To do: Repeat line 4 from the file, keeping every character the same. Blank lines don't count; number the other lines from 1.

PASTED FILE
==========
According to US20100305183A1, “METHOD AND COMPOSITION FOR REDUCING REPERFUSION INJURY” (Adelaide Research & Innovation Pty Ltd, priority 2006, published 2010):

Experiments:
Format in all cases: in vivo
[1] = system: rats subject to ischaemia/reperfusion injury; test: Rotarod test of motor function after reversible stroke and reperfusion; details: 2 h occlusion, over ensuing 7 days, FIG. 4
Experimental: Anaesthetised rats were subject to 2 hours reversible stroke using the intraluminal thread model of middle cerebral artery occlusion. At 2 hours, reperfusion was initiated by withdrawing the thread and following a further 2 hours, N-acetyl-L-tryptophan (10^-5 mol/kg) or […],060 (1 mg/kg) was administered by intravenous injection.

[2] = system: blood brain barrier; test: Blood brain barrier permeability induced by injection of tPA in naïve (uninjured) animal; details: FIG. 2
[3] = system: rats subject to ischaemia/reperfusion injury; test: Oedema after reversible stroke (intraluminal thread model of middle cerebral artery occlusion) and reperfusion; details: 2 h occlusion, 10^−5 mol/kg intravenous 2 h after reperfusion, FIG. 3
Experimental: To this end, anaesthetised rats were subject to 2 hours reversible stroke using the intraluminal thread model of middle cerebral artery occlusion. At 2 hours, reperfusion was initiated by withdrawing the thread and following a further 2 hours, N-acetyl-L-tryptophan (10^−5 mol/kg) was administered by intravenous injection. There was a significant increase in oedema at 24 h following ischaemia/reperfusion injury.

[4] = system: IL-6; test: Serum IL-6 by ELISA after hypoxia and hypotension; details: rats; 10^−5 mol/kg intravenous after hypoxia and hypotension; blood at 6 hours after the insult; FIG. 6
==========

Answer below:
[1] = system: rats subject to ischaemia/reperfusion injury; test: Rotarod test of motor function after reversible stroke and reperfusion; details: 2 h occlusion, over ensuing 7 days, FIG. 4